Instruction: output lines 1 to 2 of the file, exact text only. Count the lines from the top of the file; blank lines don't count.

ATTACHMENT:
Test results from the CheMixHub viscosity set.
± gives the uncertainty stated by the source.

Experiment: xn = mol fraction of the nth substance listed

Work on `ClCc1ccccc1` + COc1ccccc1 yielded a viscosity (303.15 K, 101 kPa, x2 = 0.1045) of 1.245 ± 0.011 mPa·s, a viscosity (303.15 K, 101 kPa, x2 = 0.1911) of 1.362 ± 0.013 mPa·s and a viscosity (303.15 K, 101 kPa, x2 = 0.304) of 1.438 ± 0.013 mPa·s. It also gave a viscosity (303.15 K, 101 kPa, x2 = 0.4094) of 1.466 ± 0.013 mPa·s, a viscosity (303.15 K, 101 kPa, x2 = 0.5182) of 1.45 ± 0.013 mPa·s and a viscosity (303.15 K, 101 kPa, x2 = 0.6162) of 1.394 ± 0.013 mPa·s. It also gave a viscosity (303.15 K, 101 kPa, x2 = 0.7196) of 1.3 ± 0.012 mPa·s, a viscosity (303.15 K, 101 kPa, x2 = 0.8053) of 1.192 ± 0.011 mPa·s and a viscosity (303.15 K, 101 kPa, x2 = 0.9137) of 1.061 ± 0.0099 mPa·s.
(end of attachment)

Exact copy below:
Test results from the CheMixHub viscosity set.
± gives the uncertainty stated by the source.